Last Updated on 09/22/2023 by Glynn Willard
Coordinates For Soap Creek
We love boondocking in Arizona because of the diversity in landscapes!
There’s not a lot to choose from, but all the spots have a beautiful view!
- Time Of Year We Visited This Part Of Arizona
- Permit Required To Camp At Soap Creek?
- Government Agency
- Presence Of Law Enforcement Off 89A
- Road Conditions In And Out Of Soap Creek
- Is Soap Creek Big Rig Friendly?
- Cell Strength & Carriers In This Region Of AZ
- Does Marble Canyon Have A Starlink Friendly Sky View?
- Crowds Around Marble Canyon
- Did We Feel Safe Boondocking At Soap Creek?
- Wildlife And Insects In Marble Canyon
- Dump Station And Potable Water Near Marble Canyon?
- Interpretation And Review Of Dispersed Camping At Soap Creek
Bureau of Land Management
We stayed three nights and did not notice any law enforcement.
The road is passable by any type of vehicle, but offers a few challenges that may require higher clearance.
The pull off for the road (just off 89A) has a gate between it and the road with dispersed camping.
Make sure you close the gate behind you when you’re coming and going.
Yes, this location is big rig friendly.
But the further back you go, the more challenging the terrain.
Closer to the front, any vehicle will be fine. I would not take a high end Class A past the first two spots.
The road offers a few options to turn around if you don’t find a spot.
We were able to pick up a Verizon signal, but had to leave the rig and climb the hill to get T-Mobile reception.
This was a location we decided not to use any data.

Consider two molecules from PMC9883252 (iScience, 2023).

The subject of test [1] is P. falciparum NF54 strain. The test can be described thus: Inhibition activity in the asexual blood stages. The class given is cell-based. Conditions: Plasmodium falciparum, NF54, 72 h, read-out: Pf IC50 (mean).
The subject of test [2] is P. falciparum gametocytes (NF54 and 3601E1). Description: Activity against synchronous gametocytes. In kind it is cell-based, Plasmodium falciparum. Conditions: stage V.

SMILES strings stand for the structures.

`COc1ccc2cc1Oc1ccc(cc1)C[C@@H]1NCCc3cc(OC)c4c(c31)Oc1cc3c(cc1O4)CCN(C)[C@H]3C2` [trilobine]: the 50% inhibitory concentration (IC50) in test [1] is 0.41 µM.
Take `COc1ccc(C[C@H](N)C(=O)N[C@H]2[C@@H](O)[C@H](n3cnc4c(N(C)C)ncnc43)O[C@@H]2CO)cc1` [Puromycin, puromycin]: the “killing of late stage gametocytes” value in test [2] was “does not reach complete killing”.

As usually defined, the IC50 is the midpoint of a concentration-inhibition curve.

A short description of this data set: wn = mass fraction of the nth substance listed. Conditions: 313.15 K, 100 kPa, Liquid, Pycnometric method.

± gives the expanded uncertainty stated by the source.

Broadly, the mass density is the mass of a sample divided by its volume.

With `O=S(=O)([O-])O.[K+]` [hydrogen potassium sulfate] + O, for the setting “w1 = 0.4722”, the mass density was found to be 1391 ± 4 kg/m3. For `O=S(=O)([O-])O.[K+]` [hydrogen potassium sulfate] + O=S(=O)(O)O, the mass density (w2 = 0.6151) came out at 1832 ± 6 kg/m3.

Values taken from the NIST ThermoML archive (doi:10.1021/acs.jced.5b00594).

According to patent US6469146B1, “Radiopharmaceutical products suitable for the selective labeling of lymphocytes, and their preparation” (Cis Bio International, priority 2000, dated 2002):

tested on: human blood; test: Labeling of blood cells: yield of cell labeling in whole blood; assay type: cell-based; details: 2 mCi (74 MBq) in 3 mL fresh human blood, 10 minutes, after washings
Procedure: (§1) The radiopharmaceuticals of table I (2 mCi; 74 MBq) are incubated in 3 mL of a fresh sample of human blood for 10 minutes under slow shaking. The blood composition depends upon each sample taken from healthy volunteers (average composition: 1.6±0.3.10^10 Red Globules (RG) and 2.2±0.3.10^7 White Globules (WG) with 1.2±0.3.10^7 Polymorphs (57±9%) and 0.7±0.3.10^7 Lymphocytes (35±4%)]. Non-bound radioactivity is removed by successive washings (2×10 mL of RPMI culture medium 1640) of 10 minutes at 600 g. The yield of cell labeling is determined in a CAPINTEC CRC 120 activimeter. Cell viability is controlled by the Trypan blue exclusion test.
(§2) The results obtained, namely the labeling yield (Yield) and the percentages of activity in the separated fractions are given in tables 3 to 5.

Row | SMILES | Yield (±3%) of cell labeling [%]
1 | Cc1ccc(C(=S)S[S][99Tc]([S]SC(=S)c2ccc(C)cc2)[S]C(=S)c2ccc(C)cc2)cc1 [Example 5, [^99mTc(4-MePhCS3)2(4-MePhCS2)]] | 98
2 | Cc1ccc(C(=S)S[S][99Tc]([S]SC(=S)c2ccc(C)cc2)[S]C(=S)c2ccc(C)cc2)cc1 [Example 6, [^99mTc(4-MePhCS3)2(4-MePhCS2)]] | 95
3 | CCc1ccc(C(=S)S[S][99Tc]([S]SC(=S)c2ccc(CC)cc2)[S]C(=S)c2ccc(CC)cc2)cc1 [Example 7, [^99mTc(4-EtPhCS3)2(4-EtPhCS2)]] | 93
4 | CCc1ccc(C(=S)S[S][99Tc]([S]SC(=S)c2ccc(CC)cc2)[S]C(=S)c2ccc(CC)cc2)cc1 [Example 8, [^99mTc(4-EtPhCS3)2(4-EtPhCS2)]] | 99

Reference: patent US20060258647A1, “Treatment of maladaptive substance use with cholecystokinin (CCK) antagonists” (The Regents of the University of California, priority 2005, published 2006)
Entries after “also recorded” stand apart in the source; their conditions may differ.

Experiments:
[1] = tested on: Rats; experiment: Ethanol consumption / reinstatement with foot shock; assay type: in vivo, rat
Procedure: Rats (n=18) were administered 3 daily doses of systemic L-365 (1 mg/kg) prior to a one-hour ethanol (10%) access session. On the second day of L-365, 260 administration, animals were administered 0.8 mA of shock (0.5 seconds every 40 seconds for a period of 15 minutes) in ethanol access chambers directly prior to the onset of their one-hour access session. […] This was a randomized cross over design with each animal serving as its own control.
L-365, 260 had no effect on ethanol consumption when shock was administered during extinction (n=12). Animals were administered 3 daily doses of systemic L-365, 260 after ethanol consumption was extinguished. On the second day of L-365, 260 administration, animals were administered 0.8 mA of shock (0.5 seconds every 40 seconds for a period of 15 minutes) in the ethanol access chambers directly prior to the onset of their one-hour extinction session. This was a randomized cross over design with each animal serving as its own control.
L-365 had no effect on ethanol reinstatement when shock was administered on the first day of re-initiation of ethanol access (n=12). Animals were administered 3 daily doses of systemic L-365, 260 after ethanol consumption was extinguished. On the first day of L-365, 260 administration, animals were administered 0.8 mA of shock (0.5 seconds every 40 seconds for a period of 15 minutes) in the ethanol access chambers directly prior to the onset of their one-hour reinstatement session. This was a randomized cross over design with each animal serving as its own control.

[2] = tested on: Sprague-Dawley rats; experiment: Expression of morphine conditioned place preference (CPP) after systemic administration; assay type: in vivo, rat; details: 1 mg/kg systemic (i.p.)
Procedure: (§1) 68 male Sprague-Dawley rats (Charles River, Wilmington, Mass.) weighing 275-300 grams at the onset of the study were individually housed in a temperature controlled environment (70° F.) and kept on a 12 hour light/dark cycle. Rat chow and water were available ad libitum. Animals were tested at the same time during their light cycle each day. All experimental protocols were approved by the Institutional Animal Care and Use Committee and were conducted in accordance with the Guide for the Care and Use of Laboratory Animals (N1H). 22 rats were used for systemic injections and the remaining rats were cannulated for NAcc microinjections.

We drove up to the campground at Lee’s Ferry for a strong T-Mobile signal and took care of emails while parked.
The Open Signal app didn’t show any AT&T coverage.
This spot might be dodgy. There are mountains close by in all directions except the south.
It really wasn’t busy. But that said, almost every spot was taken because there are so few spots.
The turnover was high, so there’s a good chance to find a spot, especially during the week.
We were surprised how few designated spots were available for the amount of space.
We felt safe. There were no suspicious characters anywhere near our location.
This is a really quiet spot where most campers kept to themselves.
There were no pesky insects to disrupt our time outdoors.
We did not encounter any wildlife in this spot.
Lee’s Ferry has a dump station for its campground, but requires a National Park Pass to enter the park (or pay).
The dump station is big rig friendly and is easily accessible.
Here are the coordinates:
It wasn’t busy at all and the potable water available was tasty.
This is a beautiful location in which to boondock and the accessibility to Lee’s Ferry is perfect.
Learn the history of Lee’s Ferry and tour the historic site while you’re there.
There are also some great trail systems along the Paria River if you’re up for a hike.
Also take some time to walk the historic Navajo bridge for some amazing views of the Colorado River.
We would certainly return to this site again and again!
Find this spot on Boondocker’s Bible boondocking locations map here.